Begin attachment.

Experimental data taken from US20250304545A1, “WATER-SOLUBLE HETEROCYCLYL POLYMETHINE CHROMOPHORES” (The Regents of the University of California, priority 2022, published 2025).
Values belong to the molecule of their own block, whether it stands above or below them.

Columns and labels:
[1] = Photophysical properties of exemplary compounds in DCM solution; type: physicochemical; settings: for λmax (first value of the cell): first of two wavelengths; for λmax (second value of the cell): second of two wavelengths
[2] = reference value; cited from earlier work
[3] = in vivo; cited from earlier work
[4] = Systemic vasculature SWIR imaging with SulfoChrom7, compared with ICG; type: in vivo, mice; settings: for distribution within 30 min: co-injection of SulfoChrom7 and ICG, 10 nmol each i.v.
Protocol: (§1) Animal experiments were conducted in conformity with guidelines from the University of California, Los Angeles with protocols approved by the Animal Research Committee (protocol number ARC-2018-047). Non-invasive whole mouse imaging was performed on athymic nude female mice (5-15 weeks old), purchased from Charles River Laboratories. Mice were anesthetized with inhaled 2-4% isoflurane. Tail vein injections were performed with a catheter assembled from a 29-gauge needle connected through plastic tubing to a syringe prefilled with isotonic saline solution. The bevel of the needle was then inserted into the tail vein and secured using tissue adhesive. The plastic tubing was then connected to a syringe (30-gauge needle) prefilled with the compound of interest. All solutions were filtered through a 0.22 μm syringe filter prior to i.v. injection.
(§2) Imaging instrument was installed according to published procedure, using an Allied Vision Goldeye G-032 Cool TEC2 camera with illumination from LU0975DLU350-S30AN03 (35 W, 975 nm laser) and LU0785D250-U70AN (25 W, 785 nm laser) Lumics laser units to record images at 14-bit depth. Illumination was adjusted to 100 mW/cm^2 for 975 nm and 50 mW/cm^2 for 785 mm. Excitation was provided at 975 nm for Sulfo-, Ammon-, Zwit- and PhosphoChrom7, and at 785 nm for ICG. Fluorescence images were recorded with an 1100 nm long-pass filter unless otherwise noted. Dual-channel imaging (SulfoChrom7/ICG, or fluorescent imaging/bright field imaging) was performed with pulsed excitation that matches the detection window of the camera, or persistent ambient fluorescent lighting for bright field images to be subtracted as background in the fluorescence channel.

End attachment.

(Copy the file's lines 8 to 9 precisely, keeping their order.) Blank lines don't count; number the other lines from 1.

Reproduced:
Protocol: (§1) Animal experiments were conducted in conformity with guidelines from the University of California, Los Angeles with protocols approved by the Animal Research Committee (protocol number ARC-2018-047). Non-invasive whole mouse imaging was performed on athymic nude female mice (5-15 weeks old), purchased from Charles River Laboratories. Mice were anesthetized with inhaled 2-4% isoflurane. Tail vein injections were performed with a catheter assembled from a 29-gauge needle connected through plastic tubing to a syringe prefilled with isotonic saline solution. The bevel of the needle was then inserted into the tail vein and secured using tissue adhesive. The plastic tubing was then connected to a syringe (30-gauge needle) prefilled with the compound of interest. All solutions were filtered through a 0.22 μm syringe filter prior to i.v. injection.
(§2) Imaging instrument was installed according to published procedure, using an Allied Vision Goldeye G-032 Cool TEC2 camera with illumination from LU0975DLU350-S30AN03 (35 W, 975 nm laser) and LU0785D250-U70AN (25 W, 785 nm laser) Lumics laser units to record images at 14-bit depth. Illumination was adjusted to 100 mW/cm^2 for 975 nm and 50 mW/cm^2 for 785 mm. Excitation was provided at 975 nm for Sulfo-, Ammon-, Zwit- and PhosphoChrom7, and at 785 nm for ICG. Fluorescence images were recorded with an 1100 nm long-pass filter unless otherwise noted. Dual-channel imaging (SulfoChrom7/ICG, or fluorescent imaging/bright field imaging) was performed with pulsed excitation that matches the detection window of the camera, or persistent ambient fluorescent lighting for bright field images to be subtracted as background in the fluorescence channel.